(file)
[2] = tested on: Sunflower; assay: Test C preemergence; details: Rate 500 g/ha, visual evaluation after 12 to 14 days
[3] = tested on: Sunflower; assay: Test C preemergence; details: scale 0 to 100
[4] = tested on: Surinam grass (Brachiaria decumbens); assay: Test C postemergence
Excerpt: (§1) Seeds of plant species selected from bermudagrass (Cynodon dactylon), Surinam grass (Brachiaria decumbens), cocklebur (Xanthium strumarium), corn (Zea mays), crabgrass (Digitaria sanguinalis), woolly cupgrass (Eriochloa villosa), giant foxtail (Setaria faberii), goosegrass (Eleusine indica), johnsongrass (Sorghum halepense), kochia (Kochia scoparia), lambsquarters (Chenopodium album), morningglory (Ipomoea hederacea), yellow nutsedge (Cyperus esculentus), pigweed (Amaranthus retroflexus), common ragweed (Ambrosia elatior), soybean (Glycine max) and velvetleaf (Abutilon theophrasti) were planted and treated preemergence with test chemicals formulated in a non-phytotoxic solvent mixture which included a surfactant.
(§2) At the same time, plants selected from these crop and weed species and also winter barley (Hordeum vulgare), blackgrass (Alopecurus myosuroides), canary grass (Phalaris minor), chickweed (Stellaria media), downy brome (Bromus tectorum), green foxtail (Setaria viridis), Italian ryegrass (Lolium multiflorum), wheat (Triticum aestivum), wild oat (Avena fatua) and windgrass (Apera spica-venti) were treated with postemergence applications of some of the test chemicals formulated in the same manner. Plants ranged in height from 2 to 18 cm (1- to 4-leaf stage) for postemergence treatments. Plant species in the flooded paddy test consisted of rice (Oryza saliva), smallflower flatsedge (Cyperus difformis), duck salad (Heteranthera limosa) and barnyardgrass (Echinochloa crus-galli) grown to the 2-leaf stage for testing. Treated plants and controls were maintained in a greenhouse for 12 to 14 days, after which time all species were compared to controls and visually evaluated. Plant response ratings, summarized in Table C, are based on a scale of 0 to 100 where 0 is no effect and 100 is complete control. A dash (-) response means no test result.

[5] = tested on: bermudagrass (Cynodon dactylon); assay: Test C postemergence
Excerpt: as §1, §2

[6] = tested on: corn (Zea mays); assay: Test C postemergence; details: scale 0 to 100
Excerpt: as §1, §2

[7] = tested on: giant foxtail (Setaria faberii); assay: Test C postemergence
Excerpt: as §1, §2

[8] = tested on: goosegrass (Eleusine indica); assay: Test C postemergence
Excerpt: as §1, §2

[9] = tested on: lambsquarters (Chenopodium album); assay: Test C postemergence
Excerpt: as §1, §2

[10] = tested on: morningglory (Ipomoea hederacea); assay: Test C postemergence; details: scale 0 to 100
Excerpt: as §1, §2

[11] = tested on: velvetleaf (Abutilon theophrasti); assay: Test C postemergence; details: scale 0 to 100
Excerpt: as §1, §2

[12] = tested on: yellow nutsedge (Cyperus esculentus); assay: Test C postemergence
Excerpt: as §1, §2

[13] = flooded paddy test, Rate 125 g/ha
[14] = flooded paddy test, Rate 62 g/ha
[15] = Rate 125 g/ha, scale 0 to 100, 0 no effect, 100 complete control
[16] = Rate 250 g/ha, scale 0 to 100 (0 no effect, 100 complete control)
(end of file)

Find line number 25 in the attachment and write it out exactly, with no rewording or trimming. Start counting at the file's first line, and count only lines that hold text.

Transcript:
[16] = Rate 250 g/ha, scale 0 to 100 (0 no effect, 100 complete control)